Has the Legal System Been A Trap For Tanushree’s #MeToo?
Tanushree Dutta
Tanushree Dutta(Image: Kamran Akhter/The Quint)

Has the Legal System Been A Trap For Tanushree’s #MeToo?

The Mumbai Police have stated to a Mumbai court that they do not have sufficient evidence to prosecute Nana Patekar who was accused of sexual harassment by Tanushree Dutta in a complaint filed by her in October 2018.
Tanushree Dutta’s # MeToo
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Does a closure report from the police mean the end of the road for what is frequently described as Tanushree’s #MeToo? Will those who cynically ‘predicted’ that the Me Too movement will fizzle out now say “I told you so”? Is there hope yet?

Three lawyers explain why putting all your hopes in the criminal justice system, isn’t doing the movement justice. They tell us how women can still win in the court of public opinion even if they ‘lose’ in court, and how it is wrong to make women feel that unless they go the legal route, their story is not valid.

What Can Tanushree Do Next?

(Image: Madhu Mehra/ Modified by Kamran Akhter/The Quint)

So, the good news for Tanushree is that she can demand that the witnesses who would have corroborated her account have their versions recorded. Can we expect an outcome in her favour given the very public nature of her case?

The judicial outcome cannot be predicted. The court will weigh evidence to see if the guilt of the accused can be proved beyond reasonable doubt, which is the standard required for convictions in criminal law.
MADHU MEHRA Feminist Lawyer And Executive Director Partner For Law In Development

Of course the law should follow due process regardless of the public nature of a case but does the law take into account the fact that it is really hard to find evidence to prove harassment that allegedly occurred a decade a go?

Listen to the full story here:

Time Lapsed Shouldn’t Matter, But It Does

( Image: Twitter@IITKanpur/ Modified by : Kamran Akhter/The Quint)
I don’t know how many people stood by her side. She has gone through the IPC section and sexual harassment comes as a very minor offence over there. It is not even seen as a grave offence. Without a proper employer- employee committee where else will she file a complaint? I feel that social media campaigns are effective even if you don’t file a complaint.
Flavia Agnes, Women’s Rights Lawyer

Social Media A Friend and Bully Both?

In a lot of cases the women who are speaking out after all these years, were not really looking into legal recourse and were bullied into it by social media that ‘’if you are serious about the allegation then why not go to court.’’ There is the general obsession that the law is going to solve the problems of society.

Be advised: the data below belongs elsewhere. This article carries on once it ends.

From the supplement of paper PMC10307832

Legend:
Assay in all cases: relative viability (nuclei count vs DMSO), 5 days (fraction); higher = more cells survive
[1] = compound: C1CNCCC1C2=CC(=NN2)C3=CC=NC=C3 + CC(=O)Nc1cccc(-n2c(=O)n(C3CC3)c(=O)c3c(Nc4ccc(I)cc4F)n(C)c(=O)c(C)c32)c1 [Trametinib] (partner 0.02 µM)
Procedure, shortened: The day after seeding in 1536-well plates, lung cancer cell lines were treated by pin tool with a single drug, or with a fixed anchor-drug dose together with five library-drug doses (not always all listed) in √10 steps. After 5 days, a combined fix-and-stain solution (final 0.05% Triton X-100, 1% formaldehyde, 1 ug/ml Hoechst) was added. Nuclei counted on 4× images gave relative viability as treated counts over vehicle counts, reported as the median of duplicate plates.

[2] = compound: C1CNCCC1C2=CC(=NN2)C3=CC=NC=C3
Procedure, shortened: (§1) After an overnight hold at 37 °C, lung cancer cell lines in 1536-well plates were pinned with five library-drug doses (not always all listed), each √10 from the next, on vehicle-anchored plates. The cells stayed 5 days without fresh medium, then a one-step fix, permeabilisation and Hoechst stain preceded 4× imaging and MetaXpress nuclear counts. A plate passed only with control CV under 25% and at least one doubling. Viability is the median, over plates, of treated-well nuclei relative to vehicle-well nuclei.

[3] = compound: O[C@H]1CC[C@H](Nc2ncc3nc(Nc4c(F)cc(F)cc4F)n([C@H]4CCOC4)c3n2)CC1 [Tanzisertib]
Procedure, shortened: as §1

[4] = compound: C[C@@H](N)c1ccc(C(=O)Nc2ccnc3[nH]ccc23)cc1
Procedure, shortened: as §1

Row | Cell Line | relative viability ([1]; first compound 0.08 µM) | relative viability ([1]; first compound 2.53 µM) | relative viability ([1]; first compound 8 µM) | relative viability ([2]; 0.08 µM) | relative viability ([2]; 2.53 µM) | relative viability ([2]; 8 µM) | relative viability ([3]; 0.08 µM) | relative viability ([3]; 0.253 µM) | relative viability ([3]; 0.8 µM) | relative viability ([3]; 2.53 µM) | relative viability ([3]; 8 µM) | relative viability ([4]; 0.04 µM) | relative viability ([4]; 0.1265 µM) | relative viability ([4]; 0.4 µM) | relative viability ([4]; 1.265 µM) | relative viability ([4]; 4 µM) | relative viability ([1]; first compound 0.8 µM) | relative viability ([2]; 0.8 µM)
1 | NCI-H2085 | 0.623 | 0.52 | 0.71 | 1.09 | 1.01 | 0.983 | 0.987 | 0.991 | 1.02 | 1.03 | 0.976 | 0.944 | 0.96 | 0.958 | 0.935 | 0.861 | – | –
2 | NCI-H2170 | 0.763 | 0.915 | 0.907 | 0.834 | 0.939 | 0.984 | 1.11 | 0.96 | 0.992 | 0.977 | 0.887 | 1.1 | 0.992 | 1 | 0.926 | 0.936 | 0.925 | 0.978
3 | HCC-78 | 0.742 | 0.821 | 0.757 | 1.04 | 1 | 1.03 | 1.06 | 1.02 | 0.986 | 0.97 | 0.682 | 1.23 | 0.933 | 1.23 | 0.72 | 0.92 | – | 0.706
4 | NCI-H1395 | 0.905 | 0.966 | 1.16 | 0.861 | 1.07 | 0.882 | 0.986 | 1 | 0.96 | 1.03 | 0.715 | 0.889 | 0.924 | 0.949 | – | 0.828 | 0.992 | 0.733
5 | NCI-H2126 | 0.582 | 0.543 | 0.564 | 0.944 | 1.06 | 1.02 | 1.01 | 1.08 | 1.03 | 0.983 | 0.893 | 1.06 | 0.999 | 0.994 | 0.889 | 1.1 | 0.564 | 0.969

Mihira Sood, Supreme Court Advocate Specialising in Gender Equality
(Image: Twitter@mihira_sood/ Modified by Kamran Akhter/The Quint)

So, women should keep screen shots, call records, start collecting and preserving evidence if they have any, but if they don’t it is understandable.

But they must be aware at the same time that the legal system requires a lot of evidence in sexual harassment cases. Finally, women should NOT be made to feel that unless they take the legal route their story is not valid.

There is the general obsession that the law is going to solve the problems of society. What does she see as justice? This is something that is very personal for every complainant. Many people are quite satisfied if someone is outed in front of friends and family..
Mihira Sood Is An Advocate At The Supreme Court And Specialises in Gender Equality

Is A Verdict The Only Justice?

Have women been given the message that their story is not valid if they don’t file a criminal charge?

Speaking out has been one of Tanushree’s biggest contributions to building a supportive community for women who validate each other’s stories of trauma.

“This in many ways is beyond and larger than what legal verdicts can ever offer’’ says Madhu Mehra. “Justice is a holistic concept and victims chose their pathways- variously, through solidarities, sharing collectivising, validating each other as a way of affirming their truth and healing.”

Will The Law Change Or Should It?

Procedures can be made more sensitive but beyond a point the law is not going to change. It is not going to become that flexible. The rigidity of procedure and evidential requirements inbuilt into the law are inbuilt for a reason, a good reason.
Mihira Sood

So, while Tanushree Dutta can follow the legal options she has before her to challenge the Mumbai Police closure report, her long drawn out legal battle poses these two questions for women in her situation.

1. Are women fully aware of the limitations in the ‘flexibility’ of the criminal justice system to handle sexual harassment complaints?

2. Will #MeToo supporters and commentators see the calling out of alleged perpetrators in the court of public opinion as a justice enough?

With inputs from India Today.

Also Read : Tanushree Dutta’s Complaint Looks Malicious: Oshiwara Police

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